After the release of Like I Love You, one of the better songs on the CD, Timberlake revealed his transformation from boy band lead to R&B wonder. It was already in the works as of Celebrity (2001) - "Girlfriend" was produced by The Neptunes. But it was "Like I Love You" that cemented the deal, and made fans out of skeptical people worldwide (Michelle included!). Cry Me a River, his second single out later this month, is a ballad with a twist. With heavy beats and Timberlake's signature voice, it's a swansong to his break up with Spears. But he denies this: "I'm not going to say if specifically any song is about anybody. I will say writing a couple of songs on the record helped me deal with a couple of things." And deal he did. "The damage is done, so I guess I'll be leaving. Bridges were burned, now it's your turn to cry. Cry me a river," he sings. I immediately fell in love with this song, which is a rarity. One of its advantages is its originality and cohesiveness.
Other significant tracks include Senorita, a tribute to old school beats interlaced with jazzy overtones. Timberlake playfully intones at the end, "Gentlemen, goodnight. Ladies, good morning." Some may find his cockiness annoying, but for some strange reason, I find it endearing (maybe that's why I always fall for the wrong people?) (Oh No) What You Got is very apparently produced by Timbaland, and with his trademark offbeat rhythms, it works. (And She Said) Take Me Now is a good song, despite Timberlake's androgynous singing. Another homage to old school beats comes in the form of Right for Me, a sex-charged song that utilizes heavy beats, a synthesizer or two, and Timberlake's vocals (and features Bubba Sparxx…what the heck happened to him?). Because of its stripped background, he shines throughout. Nothin' Else, the last track, ends the CD on a good note with its slow drumbeats and Timberlake's smooth singing. The beat sounds familiar, but I can't quite place it (if anyone has heard this and knows the song, e-mail me).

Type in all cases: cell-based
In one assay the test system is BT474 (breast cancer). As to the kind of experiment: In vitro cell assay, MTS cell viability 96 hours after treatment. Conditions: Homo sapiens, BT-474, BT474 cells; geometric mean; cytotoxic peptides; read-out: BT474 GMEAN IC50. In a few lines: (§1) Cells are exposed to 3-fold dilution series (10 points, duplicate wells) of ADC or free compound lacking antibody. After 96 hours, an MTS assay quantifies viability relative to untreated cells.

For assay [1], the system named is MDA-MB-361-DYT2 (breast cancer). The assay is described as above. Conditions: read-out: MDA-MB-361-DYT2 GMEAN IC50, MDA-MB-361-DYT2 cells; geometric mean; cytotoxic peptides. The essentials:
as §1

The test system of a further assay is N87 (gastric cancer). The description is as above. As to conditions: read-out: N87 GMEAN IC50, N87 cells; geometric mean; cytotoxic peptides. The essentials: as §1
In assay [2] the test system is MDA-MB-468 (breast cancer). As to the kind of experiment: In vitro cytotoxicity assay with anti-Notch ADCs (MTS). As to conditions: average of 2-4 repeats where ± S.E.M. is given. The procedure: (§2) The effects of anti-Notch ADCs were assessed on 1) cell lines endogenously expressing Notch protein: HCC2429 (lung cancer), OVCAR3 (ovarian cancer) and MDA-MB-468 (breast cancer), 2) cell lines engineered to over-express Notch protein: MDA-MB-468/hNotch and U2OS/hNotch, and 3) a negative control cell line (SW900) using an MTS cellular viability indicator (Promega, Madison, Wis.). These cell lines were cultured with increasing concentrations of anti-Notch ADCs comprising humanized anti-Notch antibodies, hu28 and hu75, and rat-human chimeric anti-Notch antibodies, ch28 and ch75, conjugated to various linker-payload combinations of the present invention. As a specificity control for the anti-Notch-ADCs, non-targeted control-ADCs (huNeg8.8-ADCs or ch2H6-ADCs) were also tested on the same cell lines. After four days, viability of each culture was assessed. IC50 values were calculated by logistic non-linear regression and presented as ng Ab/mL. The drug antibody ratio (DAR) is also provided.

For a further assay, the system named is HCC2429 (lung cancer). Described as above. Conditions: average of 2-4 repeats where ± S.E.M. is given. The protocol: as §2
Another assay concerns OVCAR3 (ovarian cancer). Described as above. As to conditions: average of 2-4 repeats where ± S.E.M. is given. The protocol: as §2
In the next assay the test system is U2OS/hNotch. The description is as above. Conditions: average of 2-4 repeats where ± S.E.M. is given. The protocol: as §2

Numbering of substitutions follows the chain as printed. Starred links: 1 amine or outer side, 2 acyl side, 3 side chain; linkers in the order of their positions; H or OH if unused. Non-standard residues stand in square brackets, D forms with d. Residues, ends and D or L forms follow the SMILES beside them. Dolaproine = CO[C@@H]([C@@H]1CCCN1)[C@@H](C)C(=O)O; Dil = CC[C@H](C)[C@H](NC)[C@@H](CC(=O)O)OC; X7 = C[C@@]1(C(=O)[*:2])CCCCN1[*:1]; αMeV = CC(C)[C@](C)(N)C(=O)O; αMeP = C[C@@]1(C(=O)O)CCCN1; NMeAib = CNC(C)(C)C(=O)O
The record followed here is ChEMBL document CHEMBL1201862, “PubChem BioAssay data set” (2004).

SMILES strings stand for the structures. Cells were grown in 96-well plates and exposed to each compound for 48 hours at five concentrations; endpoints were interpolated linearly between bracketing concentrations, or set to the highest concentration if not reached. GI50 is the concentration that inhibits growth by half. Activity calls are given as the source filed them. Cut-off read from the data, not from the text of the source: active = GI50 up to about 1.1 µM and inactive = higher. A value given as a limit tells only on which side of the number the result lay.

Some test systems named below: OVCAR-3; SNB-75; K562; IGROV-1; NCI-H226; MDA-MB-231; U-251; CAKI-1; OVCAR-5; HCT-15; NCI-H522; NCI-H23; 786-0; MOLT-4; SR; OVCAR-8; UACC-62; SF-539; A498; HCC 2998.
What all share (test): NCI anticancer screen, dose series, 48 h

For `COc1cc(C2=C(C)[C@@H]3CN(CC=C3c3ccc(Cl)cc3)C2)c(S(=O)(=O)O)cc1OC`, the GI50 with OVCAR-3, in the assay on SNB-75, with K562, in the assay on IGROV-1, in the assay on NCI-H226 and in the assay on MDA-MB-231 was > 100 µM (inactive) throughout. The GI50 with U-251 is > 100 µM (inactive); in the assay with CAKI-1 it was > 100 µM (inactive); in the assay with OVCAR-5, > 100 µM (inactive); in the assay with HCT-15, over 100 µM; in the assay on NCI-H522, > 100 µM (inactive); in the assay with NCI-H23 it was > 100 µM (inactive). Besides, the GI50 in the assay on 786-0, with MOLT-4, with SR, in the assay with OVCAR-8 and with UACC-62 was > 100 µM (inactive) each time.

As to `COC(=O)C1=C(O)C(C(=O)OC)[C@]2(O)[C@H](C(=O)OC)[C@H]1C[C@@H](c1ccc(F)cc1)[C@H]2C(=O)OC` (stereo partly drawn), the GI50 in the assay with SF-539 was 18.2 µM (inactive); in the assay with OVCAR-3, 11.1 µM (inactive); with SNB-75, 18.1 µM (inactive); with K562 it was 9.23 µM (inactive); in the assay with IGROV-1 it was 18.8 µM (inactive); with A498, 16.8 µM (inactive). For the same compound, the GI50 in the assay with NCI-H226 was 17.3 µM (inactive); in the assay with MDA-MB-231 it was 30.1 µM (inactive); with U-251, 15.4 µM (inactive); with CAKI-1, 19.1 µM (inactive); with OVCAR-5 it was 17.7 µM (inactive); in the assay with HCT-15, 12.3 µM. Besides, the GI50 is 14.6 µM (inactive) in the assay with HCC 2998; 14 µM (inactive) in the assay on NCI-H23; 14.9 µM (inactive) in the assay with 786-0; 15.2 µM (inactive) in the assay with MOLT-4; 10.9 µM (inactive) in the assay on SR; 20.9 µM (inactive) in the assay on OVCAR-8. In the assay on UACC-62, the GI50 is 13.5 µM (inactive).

For all the fans out there that wish Timberlake would just stick to his roots, he pacifies them with Still on My Brain, Take It From Here, and Never Again. They're all sappy and sluggish, and not at all in a good way. "Still on My Brain" reminded me of New Edition, while "Never Again," a piano ballad, was reminiscent of a Brian McKnight B-track. Which really comes as no surprise, as McKnight helped produce the track. Last Night is passable, but too much like Michael Jackson, circa 2001. And Rock Your Body is just an update to Jackson's hit, "Rock With You."
Despite which school of thought you hold for Timberlake, there's no denying that he's a talented man, capable of having an extensive career. With Justified, he's proven that he can hold his own in the R&B genre, and probably every other type of music out there. The only problematic aspect of this debut is that with all the reinventing, Timberlake forgot the golden rule: reinvent yourself into something that no one's heard before. Half the CD does just that - the other seems to be a knockoff of Michael Jackson, just to name one. Luckily, Timberlake still has years ahead of him in which to find himself. But for now, Justified is a commendable effort. ¤ C.Ho.
JUSTIFIED: out of 5